Plymouth was picked as the landing spot at the last minute, when the threat from German ships made other ports unsafe, and it wasn’t set up to handle the size of the Canadian contingent. Parker didn’t disembark until 10 p.m. the next day, and he was one of the lucky ones. It took nine days before every Canadian was standing on English soil.
On Oct. 16, Parker arrived on Salisbury Plain, where the Canadian troops were assembled and trained. For several weeks after that, the men of the 7th went through drills, getting ready for the day when they would finally see action on the continent. They lived in “tents with no floor boards and outside and all around a sea of mud,” according to T.V. Scudamore’s A Short History of the 7th Battalion C.E.F.
From time to time, they enjoyed a break in the routine. One came on Wednesday, Nov. 4, when they were inspected by King George and Queen Mary at Busterd.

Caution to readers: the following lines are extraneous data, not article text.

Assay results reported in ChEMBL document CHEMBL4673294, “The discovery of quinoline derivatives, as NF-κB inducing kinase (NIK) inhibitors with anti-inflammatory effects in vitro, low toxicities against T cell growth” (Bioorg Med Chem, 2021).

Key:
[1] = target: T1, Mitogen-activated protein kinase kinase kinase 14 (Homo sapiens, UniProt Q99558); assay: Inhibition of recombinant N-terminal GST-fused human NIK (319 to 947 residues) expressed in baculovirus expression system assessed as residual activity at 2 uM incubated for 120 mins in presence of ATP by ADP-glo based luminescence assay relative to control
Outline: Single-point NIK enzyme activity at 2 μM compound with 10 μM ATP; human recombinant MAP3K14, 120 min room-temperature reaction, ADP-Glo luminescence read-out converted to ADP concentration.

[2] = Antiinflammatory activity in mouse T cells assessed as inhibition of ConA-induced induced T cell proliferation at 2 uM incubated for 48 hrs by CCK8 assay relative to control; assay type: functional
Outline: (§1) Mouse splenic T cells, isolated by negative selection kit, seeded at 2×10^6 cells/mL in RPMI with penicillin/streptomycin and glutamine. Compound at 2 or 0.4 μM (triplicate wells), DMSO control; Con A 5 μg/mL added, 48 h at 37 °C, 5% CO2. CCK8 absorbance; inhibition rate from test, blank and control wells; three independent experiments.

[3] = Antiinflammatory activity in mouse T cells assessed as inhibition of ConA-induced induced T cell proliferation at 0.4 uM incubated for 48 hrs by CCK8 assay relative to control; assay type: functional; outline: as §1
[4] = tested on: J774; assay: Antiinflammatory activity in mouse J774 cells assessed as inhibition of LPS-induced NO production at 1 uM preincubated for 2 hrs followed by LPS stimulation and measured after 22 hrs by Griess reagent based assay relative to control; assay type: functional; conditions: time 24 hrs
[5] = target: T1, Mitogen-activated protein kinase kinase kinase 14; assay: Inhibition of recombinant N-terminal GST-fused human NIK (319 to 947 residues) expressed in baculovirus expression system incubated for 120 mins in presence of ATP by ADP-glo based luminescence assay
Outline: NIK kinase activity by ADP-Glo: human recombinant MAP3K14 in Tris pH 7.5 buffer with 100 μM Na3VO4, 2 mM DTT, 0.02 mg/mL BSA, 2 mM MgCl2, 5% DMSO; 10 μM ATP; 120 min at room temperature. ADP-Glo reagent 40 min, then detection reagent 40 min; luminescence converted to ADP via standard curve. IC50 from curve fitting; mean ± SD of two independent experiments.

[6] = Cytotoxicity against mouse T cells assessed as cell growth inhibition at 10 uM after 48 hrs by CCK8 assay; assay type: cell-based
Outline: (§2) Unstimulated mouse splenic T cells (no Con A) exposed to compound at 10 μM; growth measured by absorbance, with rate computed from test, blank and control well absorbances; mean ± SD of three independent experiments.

Parker got leave to spend part of the festive season with his mother and some of his siblings near London.
“I most certainly had a merry Christmas with all my brothers and sisters, Mother and Aunt Milly,” he wrote in a letter to his eldest daughter, Florence. “I hope you all enjoyed the Christmas tree; did you have one at home and another downtown?”
In his letter, Parker expressed hope that the war would end soon, so he could return to his family.
“God only knows what is in store for me,” he said. “May He grant, for all your sakes, that the war may come to a speedy end, and that we may all be permitted to spend next Christmas together.”
Parker wrote to Florence again a few weeks later. In that letter, he said that he had received an increase in pay, so he would be able to send at least $10 home every week. “I still hope to see this order date back to last August,” he said. “If so, it will come to nearly one hundred dollars.”
The family was not that lucky. Parker’s file at the national archives in Ottawa shows that the raise was effective Dec. 24, and worse, was for only half the amount that he told Florence.